Free Service Protects You From Malware

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Quad 9 DNS serviceOne of the best-known IP addresses on the internet is 8.8.8.8. It’s a DNS server run by Google.

DNS, or the Domain Name System, is the technology that allows you to type www.techsupportalert.com into your web browser instead of having to type the IP address of the server (69.16.226.16 in this case). DNS translates between things that people can understand, and things that web servers can understand.

You need a DNS service in order to browse the internet by name instead of number. Normally, the service is provided by your ISP. Your computer is probably configured to “obtain DNS settings automatically”, which means it will use the DNS server provided by your ISP.

For a while now, Google has offered a DNS server that you can use instead of your ISP’s one. It’s generally very fast and reliable (unlike some ISPs’ ones!). Its IP address is 8.8.8.8 and you use it by configuring your computer or router to do so.

A new DNS service called Quad 9 launched recently. As you might expect from the name, its IP address is 9.9.9.9. It’s run by a variety of respected IT and internet organisations including IBM. As well as converting names to numbers, it also helps to prevent you from inadvertently accessing web sites that might contain malware. It does this by simply not providing a conversion for suspicious sites. So your PC won’t be able to access them by name.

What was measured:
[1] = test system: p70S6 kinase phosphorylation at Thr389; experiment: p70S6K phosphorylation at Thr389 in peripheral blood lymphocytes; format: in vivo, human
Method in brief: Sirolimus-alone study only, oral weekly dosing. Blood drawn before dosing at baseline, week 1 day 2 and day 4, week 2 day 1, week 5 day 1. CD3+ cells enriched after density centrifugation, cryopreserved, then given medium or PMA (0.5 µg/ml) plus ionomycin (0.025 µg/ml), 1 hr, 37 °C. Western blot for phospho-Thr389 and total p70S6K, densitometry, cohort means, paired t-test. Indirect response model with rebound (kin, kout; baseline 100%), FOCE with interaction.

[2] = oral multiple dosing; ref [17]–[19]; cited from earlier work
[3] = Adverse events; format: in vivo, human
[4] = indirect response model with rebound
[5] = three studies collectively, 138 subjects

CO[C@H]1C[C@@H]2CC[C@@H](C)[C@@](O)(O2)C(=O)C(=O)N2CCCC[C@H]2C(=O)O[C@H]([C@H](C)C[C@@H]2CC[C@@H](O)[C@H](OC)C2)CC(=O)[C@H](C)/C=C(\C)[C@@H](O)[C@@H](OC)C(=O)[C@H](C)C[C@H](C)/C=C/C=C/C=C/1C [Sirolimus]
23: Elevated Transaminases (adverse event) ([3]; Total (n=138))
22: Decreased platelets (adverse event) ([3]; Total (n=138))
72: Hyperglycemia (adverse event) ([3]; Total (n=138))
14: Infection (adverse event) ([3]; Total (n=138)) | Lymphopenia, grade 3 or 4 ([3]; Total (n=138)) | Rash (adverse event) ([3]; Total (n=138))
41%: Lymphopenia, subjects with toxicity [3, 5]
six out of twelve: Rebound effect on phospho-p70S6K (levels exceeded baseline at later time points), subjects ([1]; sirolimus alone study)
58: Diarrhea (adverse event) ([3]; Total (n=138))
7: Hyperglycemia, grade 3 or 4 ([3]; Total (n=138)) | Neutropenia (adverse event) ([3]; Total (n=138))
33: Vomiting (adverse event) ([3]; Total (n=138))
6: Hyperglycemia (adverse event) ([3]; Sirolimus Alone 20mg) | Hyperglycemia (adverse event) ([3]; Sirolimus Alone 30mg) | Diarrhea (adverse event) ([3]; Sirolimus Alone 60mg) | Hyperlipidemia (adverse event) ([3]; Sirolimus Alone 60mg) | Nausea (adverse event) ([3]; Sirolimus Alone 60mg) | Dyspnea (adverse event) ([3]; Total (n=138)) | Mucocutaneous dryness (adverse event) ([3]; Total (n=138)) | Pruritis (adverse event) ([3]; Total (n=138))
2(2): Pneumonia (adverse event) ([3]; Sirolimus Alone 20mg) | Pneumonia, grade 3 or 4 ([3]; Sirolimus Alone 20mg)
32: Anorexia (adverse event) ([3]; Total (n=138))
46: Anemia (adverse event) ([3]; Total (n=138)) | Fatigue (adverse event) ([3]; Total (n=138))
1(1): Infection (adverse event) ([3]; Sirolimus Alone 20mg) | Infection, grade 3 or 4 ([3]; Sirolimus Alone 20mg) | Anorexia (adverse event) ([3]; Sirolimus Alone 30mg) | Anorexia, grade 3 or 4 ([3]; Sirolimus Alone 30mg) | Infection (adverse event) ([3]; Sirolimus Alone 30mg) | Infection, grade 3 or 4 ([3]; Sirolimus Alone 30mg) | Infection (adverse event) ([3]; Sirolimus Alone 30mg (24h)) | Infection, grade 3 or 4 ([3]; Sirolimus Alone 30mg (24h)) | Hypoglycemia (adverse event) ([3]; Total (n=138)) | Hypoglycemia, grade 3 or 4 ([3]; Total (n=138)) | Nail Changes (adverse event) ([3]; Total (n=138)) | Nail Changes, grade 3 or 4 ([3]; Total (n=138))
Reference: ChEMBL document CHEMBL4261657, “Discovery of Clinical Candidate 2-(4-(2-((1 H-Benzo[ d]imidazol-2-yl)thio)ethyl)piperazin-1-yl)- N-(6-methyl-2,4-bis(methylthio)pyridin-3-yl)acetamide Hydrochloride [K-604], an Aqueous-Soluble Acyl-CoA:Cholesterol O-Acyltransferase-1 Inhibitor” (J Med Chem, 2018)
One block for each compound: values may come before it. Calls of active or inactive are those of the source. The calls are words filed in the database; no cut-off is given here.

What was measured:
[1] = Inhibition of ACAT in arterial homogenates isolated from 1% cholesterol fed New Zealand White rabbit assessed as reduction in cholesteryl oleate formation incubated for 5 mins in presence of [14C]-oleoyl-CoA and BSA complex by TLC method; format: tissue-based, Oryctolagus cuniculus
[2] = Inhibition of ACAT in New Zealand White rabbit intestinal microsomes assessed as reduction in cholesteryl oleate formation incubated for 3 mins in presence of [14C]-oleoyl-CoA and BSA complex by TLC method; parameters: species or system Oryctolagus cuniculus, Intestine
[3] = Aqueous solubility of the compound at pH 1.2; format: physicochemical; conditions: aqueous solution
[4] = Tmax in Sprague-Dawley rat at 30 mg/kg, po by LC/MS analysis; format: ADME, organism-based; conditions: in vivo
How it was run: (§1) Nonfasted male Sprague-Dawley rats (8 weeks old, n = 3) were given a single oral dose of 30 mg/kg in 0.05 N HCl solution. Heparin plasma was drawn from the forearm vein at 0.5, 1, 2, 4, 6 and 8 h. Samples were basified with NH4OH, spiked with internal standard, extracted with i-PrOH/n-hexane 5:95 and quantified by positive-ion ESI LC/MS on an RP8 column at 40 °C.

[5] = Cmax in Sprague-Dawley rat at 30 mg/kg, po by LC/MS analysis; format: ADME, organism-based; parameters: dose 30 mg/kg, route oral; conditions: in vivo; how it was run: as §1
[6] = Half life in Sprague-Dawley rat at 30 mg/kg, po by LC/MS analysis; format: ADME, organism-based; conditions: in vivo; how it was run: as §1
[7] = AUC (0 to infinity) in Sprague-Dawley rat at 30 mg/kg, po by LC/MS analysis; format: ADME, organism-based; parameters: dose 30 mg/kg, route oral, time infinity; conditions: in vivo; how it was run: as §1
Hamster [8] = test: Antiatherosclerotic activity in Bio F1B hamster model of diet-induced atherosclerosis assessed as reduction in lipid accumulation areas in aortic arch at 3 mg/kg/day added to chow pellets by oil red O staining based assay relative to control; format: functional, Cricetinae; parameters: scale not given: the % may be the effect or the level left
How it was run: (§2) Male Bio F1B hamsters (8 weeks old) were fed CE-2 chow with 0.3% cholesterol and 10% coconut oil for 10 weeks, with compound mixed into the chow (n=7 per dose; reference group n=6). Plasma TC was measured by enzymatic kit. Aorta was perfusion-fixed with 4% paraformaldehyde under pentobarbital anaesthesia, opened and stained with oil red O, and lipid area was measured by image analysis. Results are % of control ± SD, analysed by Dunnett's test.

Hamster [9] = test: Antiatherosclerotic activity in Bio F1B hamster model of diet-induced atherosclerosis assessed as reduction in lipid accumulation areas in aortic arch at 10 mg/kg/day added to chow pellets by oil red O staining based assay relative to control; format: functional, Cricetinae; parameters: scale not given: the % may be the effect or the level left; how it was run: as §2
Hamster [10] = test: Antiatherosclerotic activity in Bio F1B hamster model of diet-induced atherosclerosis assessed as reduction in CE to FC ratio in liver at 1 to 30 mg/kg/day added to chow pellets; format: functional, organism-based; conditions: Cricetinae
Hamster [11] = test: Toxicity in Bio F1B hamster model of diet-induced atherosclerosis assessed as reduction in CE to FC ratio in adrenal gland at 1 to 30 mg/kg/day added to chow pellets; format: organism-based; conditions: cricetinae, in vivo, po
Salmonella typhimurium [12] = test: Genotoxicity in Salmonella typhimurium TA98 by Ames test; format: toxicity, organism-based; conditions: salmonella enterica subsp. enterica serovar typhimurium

If you want to use Quad 9, you’ll need to change the network adaptor configuration on your PC in order to explicitly use 9.9.9.9 instead of whatever DNS server your ISP is providing. Assuming you’re using Windows 10, see https://www.windowscentral.com/how-change-your-pcs-dns-settings-windows-10 for details on how to do so.

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Comments

If one uses 9.9.9.9 as ones DNS Server, what should one use as the Alternate DNS Server?

On Spectrum (TWC RR since get go) and have tried all these over years. Finally just left at default ISP. Maybe get bit of spam in Outlook but pretty safe along with the site blockers. Will give 9 a look due to support names.
Hey, I should add that unlike most of other DNS this one uses JUST 1 set of 9.9.9.9 in the field, NOT both. See the site for into. If you do put a second set, the system won't take it a second time. Leave alternate DNS server BLANK.
Seems about same speed. Site looks nice & tech namey. Thanks for pointing into.

Thanks, Rob. How do these services compare to the OpenDNS?

Thanks, Rob.
You forgot to include the URL for Quad9. It's at www.quad9.net.
Curiously, a Google search for "Quad9" doesn't come up with that, at least for the first two pages. I presume that's a measure of just how new this service is.

Thanks Rob.
I've using Google DNS server for years but this alternative is welcomed.
Regards
Peter